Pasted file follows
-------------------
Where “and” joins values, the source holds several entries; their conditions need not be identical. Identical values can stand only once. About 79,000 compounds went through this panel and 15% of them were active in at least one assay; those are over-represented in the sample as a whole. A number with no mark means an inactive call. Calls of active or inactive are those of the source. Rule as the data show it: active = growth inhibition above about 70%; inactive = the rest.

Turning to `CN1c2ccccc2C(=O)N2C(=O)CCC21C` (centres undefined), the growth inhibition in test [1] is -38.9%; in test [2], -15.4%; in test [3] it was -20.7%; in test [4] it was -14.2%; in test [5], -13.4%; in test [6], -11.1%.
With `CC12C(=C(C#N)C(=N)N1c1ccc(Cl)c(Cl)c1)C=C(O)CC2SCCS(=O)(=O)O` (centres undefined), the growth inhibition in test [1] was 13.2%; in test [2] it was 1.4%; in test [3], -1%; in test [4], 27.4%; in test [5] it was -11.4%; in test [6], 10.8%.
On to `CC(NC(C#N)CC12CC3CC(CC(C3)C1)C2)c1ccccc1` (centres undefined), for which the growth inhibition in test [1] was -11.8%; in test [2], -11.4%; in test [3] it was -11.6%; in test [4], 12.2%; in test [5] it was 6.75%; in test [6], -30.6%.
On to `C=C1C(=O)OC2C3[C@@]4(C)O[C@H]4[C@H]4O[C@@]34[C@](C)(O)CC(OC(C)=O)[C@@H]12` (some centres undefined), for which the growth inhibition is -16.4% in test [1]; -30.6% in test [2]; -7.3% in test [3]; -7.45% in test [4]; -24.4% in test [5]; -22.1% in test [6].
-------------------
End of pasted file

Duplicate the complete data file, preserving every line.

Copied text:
Where “and” joins values, the source holds several entries; their conditions need not be identical. Identical values can stand only once. About 79,000 compounds went through this panel and 15% of them were active in at least one assay; those are over-represented in the sample as a whole. A number with no mark means an inactive call. Calls of active or inactive are those of the source. Rule as the data show it: active = growth inhibition above about 70%; inactive = the rest.

Turning to `CN1c2ccccc2C(=O)N2C(=O)CCC21C` (centres undefined), the growth inhibition in test [1] is -38.9%; in test [2], -15.4%; in test [3] it was -20.7%; in test [4] it was -14.2%; in test [5], -13.4%; in test [6], -11.1%.
With `CC12C(=C(C#N)C(=N)N1c1ccc(Cl)c(Cl)c1)C=C(O)CC2SCCS(=O)(=O)O` (centres undefined), the growth inhibition in test [1] was 13.2%; in test [2] it was 1.4%; in test [3], -1%; in test [4], 27.4%; in test [5] it was -11.4%; in test [6], 10.8%.
On to `CC(NC(C#N)CC12CC3CC(CC(C3)C1)C2)c1ccccc1` (centres undefined), for which the growth inhibition in test [1] was -11.8%; in test [2], -11.4%; in test [3] it was -11.6%; in test [4], 12.2%; in test [5] it was 6.75%; in test [6], -30.6%.
On to `C=C1C(=O)OC2C3[C@@]4(C)O[C@H]4[C@H]4O[C@@]34[C@](C)(O)CC(OC(C)=O)[C@@H]12` (some centres undefined), for which the growth inhibition is -16.4% in test [1]; -30.6% in test [2]; -7.3% in test [3]; -7.45% in test [4]; -24.4% in test [5]; -22.1% in test [6].